How Hackers Plan Attacks and Hide Their Tracks

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WENNINGSTEDT, GERMANY - JULY 19: Incoming waves wash away footprints left by visitors in the sand along a beach on Sylt Island on July 19, 2016 near Wenningstedt, Germany. Sylt Island, with its long stretches of sand beaches and its protected dune landscapes, is among the most popular holiday destinations, especially for wealthy visitors, along Germany's North Sea coast. Many Germans, unsettled by the recent terror attacks in countries like France and Turkey, are choosing to vacation in Germany this summer. (Photo by Sean Gallup/Getty Images)
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Oftentimes, priority no. 1 for a hacker preparing to launch a cyberattack is finding a suitable launchpad. The goal: to obfuscate the origin of an attack.

To mask themselves, attackers generally compromise computer servers and networks operated by other organizations. These nodes then serve as unwitting springboards for further electronic assaults.

“The important thing is to recognize how an attacker works,” Oren Falkowitz, co-founder and CEO of Area 1 Security, a cybersecurity startup based in Redwood City, Calif., tells Fortune. “Consistently, what they’re doing is setting up shadow infrastructure—what we describe as relays or proxies.”

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The vast majority of cyberattacks use spoofed email messages or bogus websites to try to dupe unsuspecting employees into downloading malicious software or giving up login credentials. Such ploys are designed to trick their victims—but they don’t go very far when the booby-trapped messages arrive from addresses handled by known bad actors. That tends to raise an alarm.

So the attackers disguise themselves, burrowing into seemingly innocuous networks. Computer security experts call this approach a “stepping stone attack,” given all the intermediary hops involved.

“They want to have a mechanism to hide their activity, and to make their attacks and traffic blend with general network behavior,” Falkowitz, an NSA alum, says.

See also: Can three ex-NSA snoops stop the worst hacks before they start?

That’s where Area 1 comes in. The company installs sensors on compromised machines—with their owners’ permission—in order to surveil adversaries’ traffic, gather intelligence, and funnel that information to cybersecurity companies that can then better preempt attacks.

Area 1 shared a copy of a new report with Fortune that describes several incidents drawn from real-life experiences demonstrating hackers’ tactics. Below are four archetypal ways that attackers attempt to conceal their digital tracks, according to the report.

  1. Through small businesses

In one illustrative example, foreign nation state-backed hackers took over outdated Windows 2003 servers run by a saddle-maker, moved laterally onto other servers, and used those to send spear-phishing emails to more than a hundred targets, including contractors of the U.S. Department of Defense.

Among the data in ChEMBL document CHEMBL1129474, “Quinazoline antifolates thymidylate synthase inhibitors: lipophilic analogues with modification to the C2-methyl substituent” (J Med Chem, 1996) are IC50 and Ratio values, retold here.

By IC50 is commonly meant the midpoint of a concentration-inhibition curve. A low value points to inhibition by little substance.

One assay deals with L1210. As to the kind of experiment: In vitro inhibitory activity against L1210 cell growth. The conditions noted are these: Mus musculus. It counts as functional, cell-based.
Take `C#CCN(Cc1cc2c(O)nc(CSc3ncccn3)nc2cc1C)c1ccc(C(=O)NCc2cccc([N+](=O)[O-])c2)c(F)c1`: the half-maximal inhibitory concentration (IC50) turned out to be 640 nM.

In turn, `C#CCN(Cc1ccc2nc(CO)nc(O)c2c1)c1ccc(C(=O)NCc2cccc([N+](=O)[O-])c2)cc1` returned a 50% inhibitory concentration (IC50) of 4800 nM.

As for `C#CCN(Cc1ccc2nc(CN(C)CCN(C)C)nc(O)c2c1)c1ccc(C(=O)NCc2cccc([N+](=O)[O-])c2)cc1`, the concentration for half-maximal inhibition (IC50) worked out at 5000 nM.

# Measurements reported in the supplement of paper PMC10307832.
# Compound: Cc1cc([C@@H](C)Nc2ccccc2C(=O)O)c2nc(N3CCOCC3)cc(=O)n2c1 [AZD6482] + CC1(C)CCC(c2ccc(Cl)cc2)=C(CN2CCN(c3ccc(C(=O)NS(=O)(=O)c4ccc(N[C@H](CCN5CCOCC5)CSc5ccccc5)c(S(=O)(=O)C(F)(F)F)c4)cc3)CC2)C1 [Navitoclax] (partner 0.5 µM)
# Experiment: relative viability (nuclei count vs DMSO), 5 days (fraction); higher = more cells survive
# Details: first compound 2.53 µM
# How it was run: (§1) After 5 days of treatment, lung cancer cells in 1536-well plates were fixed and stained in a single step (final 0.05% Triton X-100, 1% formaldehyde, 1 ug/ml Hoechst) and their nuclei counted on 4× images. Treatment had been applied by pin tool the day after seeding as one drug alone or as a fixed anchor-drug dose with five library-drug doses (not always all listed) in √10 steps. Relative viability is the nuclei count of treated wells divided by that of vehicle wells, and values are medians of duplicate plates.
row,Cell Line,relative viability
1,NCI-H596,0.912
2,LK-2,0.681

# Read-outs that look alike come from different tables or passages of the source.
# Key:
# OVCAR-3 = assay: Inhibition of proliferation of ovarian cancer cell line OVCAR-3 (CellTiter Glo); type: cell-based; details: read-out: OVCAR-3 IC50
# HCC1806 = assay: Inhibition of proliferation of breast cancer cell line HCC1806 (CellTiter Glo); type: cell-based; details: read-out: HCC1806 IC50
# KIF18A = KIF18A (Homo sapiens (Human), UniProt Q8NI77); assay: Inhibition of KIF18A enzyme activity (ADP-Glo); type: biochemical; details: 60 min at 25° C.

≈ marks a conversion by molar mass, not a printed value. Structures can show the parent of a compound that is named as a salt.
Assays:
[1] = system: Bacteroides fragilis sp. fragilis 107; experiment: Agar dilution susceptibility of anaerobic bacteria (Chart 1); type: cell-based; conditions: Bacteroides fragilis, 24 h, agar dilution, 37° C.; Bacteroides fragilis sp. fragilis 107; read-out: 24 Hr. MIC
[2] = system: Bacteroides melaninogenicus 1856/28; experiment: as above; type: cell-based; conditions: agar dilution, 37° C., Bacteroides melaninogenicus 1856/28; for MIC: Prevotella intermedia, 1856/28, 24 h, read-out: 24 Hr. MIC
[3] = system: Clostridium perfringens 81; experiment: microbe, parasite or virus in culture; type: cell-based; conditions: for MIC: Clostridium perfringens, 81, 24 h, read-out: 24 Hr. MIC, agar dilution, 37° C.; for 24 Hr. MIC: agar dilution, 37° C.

“People think only large ISPs like Verizon and Google provide the only infrastructure for attackers to leverage,” Falkowitz says. “These attacks can come from anywhere.”

(By the way, here’s a good example of a welding shop used as an attack intermediary in this New York Times story about Area 1 from earlier this year.)

2. Through public schools

Earlier this year, attackers exploited a vulnerable web application on public school servers and broke into them. After bouncing around the networks and installing backdoors, the gang used the school’s computers to launch even more attacks. “Just another example of machines that are typically unprotected and appear innocuous,” Falkowitz says.

3. Through social clubs

In this case, frequenters of a certain watering hole got hit with, well, a “watering hole attack.” Having breached the network, the attackers were able to distribute malware to anyone who connected to the club’s Wi-Fi.

“They lured users into a space where they’re prone to go to for social reasons,” Falkowitz says. Hackers then piggybacked into their corporate networks later on. Falkowitz says Area 1 has seen less than a dozen of these kinds of attacks in the wild, so to speak.

4. Through SCADA facilities

Earlier this year, an unnamed industrial equipment manufacturer fell victim to a hacking. After absconding with oodles of data, the attackers recycled their access into the network as part of a “supply chain attack,” sending emails to targets at other companies since people are likelier to open emails from supposedly trusted sources, like their business relations.

Falkowitz says Area 1 has seen “somewhere between 50 and 80 machines at different organizations” targeted this way.

The upshot? Attackers will use whatever computing resources they can lay their hands on, so long as it will cloak their activities and offer a staging ground for their next attack.

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